The divorce judgment, the court awarded you, and expressly declared that you shall be entitled to received, "an interest in any and all pension and/or retirement plans or benefits, including a survivorship interest and/or surviving spouse benefits in which the husband has acquired an interest during the marriage, whether such benefits are regular retirement, early retirement, disability, buy-out or otherwise * * * ."
That seems pretty clear and all-inclusive. Simply apply the formula as set forth in the divorce judgment to the amount of the buy-out and that takes care of that. The right to receive the buy-out, which was actually an early retirement incentive, was a right based on employment that occurred during the 30+ years of marriage. I do not understand the basis on which it can be argued that you are somehow not entitled to your court-ordered portion thereof.
Had a QDRO been prepared, standard language would have been included declaring that "The Alternate Payee shall be entitled to a pro rata share of any early retirement subsidy (including any temporary or supplemental benefits) provide under the Plan to the Participant."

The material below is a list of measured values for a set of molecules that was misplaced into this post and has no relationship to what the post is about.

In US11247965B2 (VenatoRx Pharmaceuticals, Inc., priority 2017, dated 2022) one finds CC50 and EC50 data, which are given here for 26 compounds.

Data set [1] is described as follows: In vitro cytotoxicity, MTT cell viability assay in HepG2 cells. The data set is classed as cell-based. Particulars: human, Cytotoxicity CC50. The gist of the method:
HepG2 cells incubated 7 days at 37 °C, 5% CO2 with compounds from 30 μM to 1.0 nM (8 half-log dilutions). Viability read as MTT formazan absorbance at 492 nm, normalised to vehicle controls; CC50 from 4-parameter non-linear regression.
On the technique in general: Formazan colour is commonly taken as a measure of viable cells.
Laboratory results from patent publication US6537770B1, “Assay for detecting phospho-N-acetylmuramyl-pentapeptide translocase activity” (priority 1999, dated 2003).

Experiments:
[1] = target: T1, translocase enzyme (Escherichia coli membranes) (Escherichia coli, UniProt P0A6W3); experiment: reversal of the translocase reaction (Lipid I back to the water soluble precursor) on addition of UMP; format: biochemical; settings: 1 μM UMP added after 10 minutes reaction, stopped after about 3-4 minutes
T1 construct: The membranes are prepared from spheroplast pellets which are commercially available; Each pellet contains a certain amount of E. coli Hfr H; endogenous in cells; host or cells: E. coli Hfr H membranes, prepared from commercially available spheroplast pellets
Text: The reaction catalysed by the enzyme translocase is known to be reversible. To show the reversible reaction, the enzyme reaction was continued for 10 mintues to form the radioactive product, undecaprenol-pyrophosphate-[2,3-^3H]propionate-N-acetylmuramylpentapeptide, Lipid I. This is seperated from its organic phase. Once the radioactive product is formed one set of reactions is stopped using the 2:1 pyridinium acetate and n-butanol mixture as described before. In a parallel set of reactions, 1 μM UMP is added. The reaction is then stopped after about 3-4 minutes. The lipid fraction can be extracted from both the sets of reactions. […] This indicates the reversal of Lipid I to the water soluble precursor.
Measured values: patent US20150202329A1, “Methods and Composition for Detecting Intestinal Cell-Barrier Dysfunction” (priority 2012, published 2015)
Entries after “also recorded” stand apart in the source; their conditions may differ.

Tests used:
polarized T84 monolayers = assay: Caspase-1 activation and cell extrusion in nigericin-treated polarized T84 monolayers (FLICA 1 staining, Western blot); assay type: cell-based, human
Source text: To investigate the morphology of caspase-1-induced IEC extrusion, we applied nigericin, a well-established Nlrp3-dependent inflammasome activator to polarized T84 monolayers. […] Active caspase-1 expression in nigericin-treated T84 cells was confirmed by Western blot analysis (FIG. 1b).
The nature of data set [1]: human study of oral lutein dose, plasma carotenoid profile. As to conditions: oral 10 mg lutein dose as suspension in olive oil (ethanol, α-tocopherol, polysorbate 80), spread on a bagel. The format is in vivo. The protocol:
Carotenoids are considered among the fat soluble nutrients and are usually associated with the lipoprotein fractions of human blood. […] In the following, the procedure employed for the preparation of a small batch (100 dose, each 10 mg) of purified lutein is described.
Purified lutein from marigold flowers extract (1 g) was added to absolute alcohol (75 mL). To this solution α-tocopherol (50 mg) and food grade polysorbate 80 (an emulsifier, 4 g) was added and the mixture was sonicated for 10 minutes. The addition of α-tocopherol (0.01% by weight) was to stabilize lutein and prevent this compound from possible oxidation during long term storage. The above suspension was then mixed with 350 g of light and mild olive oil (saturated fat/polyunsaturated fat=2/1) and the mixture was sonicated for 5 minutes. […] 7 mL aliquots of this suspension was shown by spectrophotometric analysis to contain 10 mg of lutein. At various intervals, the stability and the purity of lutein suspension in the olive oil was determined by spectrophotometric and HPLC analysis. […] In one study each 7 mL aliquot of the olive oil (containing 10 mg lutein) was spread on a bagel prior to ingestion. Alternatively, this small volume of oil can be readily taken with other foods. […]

Also, I do not under why "the judge wants it in writing that this money was not for future use." What difference would THAT make? Whether the money was for past use, present use or future use would appear to be irrelevant. You are entitled to your 1/2 of the marital portion (determined by the formula set forth in the divorce judgment) regardless. As a general rule, money is paid based on past services to the employer, with the money intended for the employee's future use. That's pretty obvious. As kids nowadays would say: DAH!!!
Well, I've gone as far as I can with this discussion. If this were an Oregon case, I would obtain a complete photocopy the entire court file in your case and give it a full evaluation and analysis (as I am often called on to do by other Oregon lawyers who are not fully experienced and knowledgeable in deal with the retirement and pension issues as the pertain to divorce). This is something that, perhaps, your lawyer in Ohio should have done early on. (Too often, younger lawyers are afraid to admit to a client that they really don't have a full understanding and need to call on another lawyer for a little bit of help.)
So I wish you well, and I thank you for you kind and flattering words. Take a bit of solace in the fact that the situation could always be far worse. Think of all of those who put their gelt with Madoff and now have bupkis. Something is better than nothing, I suppose, and hopefully you have good health.
PS: You have already paid for the information provided here. No need to do so again.
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